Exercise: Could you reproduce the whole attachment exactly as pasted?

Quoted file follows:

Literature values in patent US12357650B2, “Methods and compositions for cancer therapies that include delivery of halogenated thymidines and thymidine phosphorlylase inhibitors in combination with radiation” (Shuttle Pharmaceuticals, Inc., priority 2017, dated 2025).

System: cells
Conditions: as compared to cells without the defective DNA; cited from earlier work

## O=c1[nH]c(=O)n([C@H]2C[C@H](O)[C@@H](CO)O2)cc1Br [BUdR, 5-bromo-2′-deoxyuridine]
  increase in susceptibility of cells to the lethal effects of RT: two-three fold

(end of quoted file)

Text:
Literature values in patent US12357650B2, “Methods and compositions for cancer therapies that include delivery of halogenated thymidines and thymidine phosphorlylase inhibitors in combination with radiation” (Shuttle Pharmaceuticals, Inc., priority 2017, dated 2025).

System: cells
Conditions: as compared to cells without the defective DNA; cited from earlier work

## O=c1[nH]c(=O)n([C@H]2C[C@H](O)[C@@H](CO)O2)cc1Br [BUdR, 5-bromo-2′-deoxyuridine]
  increase in susceptibility of cells to the lethal effects of RT: two-three fold